Last night I went to hear Ahmed Rashid and Hamida Ghafour speak at the Frontline Club. It was a night for sober contemplation of the ineptitude and outright corruption of outside actors (the US, NATO, Pakistan, the Saudis) and local warlords in Afghanistan.

Rashid explained that 80% of funding provided to reconstruct Afghanistan either went to foreigners working in Afghanistan or was embezzled by politicians and warlords. The amounts given to Afghanistan were a drop in the ocean compared to other humanitarian missions such as East Timor (which isn't exactly a resort-like location these days) and Kosovo. The Pakistan Army is assisting the Taliban as it is still unwilling to let go of the Frankenstein it so lovingly created previously, even though it is now a major American ally. And the Taliban are far from a homogenous bunch, instead consisting of a complex mixture of hardcore and more realist Pashtuns, many of the latter merely being people who feel it is more wise to stick to the Taliban than the American-backed Government because when the Americans and NATO leave, and they most certainly will, the Taliban will get back into power. Current polls in major European NATO countries indicate that a majority of the population want their soldiers out of Afghanistan, so there might be some credence to this mode of thought.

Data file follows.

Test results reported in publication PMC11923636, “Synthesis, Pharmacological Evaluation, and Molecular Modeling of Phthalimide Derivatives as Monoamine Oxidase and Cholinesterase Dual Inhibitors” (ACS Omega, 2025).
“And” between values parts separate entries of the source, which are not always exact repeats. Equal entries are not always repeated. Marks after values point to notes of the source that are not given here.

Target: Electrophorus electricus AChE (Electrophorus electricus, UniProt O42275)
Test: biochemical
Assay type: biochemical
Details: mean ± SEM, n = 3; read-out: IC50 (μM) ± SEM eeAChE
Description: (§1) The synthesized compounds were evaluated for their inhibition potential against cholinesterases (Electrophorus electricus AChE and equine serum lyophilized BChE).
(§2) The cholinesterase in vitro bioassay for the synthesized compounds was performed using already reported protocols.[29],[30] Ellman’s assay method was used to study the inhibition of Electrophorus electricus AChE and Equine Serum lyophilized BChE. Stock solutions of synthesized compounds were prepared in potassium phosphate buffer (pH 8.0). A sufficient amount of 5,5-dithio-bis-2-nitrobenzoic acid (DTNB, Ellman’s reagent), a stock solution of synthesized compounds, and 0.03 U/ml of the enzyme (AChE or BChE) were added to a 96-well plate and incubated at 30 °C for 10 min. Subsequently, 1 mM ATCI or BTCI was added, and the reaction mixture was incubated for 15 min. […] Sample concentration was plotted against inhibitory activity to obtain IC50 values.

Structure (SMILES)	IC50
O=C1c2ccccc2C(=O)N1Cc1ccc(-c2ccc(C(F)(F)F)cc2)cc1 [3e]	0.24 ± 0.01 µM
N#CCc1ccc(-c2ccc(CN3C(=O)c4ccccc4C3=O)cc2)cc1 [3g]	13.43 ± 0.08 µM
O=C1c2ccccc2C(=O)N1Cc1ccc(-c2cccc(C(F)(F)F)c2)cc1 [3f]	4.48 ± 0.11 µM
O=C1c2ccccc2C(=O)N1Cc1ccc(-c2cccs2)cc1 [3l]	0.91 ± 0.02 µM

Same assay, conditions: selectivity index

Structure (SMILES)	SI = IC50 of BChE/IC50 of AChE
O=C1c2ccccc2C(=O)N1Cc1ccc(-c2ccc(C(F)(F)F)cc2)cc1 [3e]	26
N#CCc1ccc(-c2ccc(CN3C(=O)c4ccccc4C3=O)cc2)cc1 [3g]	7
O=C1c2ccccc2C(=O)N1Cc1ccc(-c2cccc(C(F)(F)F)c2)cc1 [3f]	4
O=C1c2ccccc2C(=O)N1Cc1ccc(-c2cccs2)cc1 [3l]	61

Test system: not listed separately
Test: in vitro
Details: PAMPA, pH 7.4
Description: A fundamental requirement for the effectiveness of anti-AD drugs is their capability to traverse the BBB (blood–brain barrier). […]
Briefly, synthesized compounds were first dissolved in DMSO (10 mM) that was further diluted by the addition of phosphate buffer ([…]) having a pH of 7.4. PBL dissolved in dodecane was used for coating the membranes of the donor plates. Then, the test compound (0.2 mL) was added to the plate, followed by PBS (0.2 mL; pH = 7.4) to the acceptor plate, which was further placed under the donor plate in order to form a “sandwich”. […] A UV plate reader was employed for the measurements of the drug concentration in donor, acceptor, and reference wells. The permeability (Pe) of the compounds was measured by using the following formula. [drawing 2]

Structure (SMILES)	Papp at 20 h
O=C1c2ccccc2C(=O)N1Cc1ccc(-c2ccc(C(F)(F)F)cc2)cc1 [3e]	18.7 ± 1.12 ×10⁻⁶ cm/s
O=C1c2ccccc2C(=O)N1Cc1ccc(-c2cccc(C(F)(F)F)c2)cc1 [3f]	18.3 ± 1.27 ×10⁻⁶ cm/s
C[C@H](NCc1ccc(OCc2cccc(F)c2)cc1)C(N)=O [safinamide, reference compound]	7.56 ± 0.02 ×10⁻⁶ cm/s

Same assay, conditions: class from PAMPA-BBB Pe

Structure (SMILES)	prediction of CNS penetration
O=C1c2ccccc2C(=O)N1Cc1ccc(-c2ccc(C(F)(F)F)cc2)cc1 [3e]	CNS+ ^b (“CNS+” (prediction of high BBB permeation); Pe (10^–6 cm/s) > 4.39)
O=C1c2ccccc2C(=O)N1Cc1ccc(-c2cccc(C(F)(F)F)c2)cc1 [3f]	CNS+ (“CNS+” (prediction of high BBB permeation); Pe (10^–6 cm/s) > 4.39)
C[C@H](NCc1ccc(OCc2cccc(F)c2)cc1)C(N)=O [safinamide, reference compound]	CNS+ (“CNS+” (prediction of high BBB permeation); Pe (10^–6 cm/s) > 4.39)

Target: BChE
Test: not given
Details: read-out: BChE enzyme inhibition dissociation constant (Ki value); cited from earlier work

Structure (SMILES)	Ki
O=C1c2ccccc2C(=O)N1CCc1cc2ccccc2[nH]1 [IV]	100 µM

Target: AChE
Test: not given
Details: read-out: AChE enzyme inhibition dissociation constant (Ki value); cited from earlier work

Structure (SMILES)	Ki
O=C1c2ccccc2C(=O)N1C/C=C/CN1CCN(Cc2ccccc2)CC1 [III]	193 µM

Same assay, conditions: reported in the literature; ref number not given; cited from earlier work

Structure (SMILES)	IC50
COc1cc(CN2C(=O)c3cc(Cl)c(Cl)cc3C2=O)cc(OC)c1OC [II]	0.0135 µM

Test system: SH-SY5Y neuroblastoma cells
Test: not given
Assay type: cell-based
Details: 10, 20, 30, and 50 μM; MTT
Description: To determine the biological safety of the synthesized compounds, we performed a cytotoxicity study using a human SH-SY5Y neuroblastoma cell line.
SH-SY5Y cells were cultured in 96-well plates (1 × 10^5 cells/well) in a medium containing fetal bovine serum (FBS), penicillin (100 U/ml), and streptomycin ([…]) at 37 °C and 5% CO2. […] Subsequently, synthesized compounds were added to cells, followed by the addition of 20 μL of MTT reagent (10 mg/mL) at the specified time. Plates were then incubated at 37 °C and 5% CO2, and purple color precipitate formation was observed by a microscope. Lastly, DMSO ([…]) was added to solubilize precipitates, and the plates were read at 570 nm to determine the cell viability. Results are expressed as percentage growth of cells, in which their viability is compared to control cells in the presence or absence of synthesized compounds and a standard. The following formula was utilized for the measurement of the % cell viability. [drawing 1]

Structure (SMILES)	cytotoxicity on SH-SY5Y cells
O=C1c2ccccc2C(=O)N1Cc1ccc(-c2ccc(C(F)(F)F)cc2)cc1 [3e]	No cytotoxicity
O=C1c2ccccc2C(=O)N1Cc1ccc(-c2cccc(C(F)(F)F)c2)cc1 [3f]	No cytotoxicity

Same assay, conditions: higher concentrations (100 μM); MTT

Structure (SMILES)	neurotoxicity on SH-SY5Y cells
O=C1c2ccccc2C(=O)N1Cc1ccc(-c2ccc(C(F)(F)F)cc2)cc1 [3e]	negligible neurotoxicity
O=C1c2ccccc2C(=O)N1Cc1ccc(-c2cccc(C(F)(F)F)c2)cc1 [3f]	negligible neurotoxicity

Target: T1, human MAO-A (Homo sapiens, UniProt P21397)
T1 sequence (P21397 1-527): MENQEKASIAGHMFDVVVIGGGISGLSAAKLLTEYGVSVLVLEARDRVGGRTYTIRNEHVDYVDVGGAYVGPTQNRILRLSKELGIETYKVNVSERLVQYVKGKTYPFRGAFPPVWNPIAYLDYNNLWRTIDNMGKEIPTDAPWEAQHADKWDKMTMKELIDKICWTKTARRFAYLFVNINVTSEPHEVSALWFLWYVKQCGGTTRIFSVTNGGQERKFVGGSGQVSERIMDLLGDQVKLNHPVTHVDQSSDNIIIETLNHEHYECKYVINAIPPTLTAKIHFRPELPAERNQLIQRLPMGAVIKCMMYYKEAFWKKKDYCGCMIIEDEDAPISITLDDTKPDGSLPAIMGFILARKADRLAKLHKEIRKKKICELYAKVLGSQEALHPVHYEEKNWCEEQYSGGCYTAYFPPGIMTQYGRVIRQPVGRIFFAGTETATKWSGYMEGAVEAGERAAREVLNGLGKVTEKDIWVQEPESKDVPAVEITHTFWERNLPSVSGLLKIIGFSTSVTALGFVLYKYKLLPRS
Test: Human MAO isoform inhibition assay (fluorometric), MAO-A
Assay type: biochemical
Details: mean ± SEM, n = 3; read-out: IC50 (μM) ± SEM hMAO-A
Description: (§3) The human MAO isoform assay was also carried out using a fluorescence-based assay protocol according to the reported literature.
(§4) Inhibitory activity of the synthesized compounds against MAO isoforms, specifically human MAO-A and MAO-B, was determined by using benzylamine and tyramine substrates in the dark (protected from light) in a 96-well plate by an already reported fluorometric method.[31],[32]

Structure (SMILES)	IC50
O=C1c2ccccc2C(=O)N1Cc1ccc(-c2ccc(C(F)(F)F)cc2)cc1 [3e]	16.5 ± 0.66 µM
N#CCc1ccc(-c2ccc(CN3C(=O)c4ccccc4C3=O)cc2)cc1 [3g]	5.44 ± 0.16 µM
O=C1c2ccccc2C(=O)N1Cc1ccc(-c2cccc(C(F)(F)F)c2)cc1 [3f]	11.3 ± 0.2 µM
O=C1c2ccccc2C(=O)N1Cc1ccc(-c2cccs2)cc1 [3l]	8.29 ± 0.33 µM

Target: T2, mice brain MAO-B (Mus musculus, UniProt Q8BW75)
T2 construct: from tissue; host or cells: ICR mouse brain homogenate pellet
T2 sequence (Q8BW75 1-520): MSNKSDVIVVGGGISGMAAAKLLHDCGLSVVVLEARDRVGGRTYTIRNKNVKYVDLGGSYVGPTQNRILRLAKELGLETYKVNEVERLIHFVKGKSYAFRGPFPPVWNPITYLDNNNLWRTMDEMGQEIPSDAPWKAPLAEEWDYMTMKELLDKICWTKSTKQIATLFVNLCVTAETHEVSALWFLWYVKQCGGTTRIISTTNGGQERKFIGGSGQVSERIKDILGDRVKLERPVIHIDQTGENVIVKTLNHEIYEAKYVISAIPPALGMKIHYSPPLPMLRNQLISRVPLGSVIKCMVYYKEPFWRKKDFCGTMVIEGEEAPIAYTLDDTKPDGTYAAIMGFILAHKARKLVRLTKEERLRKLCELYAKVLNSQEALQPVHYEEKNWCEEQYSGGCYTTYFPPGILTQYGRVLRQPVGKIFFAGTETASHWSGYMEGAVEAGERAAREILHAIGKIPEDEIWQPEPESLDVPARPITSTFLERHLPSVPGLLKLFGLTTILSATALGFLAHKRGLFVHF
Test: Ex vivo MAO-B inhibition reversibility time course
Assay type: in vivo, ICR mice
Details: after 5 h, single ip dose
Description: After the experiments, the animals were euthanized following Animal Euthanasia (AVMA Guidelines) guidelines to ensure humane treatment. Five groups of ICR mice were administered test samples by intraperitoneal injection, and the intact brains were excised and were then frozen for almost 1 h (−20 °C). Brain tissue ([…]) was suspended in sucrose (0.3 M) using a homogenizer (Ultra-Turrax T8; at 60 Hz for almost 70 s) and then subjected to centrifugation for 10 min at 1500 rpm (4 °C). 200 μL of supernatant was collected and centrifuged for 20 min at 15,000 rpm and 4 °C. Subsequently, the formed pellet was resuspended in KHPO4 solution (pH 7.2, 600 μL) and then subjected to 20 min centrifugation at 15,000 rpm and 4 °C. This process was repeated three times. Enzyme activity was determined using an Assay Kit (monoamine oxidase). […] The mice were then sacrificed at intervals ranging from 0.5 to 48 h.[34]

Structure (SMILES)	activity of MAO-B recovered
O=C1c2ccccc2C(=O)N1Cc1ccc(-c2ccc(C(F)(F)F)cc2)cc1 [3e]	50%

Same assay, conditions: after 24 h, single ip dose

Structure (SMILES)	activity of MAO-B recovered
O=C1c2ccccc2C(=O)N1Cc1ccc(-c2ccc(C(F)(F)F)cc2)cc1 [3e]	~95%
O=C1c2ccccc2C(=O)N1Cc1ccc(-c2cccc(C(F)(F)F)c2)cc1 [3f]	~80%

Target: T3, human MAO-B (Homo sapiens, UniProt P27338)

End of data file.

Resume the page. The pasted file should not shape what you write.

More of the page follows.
Most alarmingly, Rashid said that if America invades Iran, this might cause fissures between Afghanistan's Shia and Sunni, something that hitherto has not appeared in any major way. It would also increase hostility to the Western presence in Afghanistan.

Hamida described the difficulties of being a woman reporter in Afghanistan, particularly as an expatriate Afghan who also has to face the resentment of those Afghans who were not lucky enough to leave the country before it was destroyed by decades of civil war. It is easy enough for her to interview other women, but often not as easy to speak to the major actors in Afghanistan who are almost always men.

Both noted that most Afghans are strongly in favour of a productive Western presence in the country, such is the desperation and devastation in Afghanistan. I would add that there is a moral obligation for the West to invest in Afghanistan. Pakistan, and the Gulf Arab states which exported their petro dollars and young men to Afghanistan during the civil war, have a similar moral obligation.

Hamida has also just published a memoir of her life and work as a journalist in Afghanistan. Check it out.

The Battle of Thermopylae in the 21st Century

History is used to make points about the present. The target audience for 300 is young north american males - the cannon fodder of the war on terror. This movie has numerous messages, some of them subtle, some of them not subtle.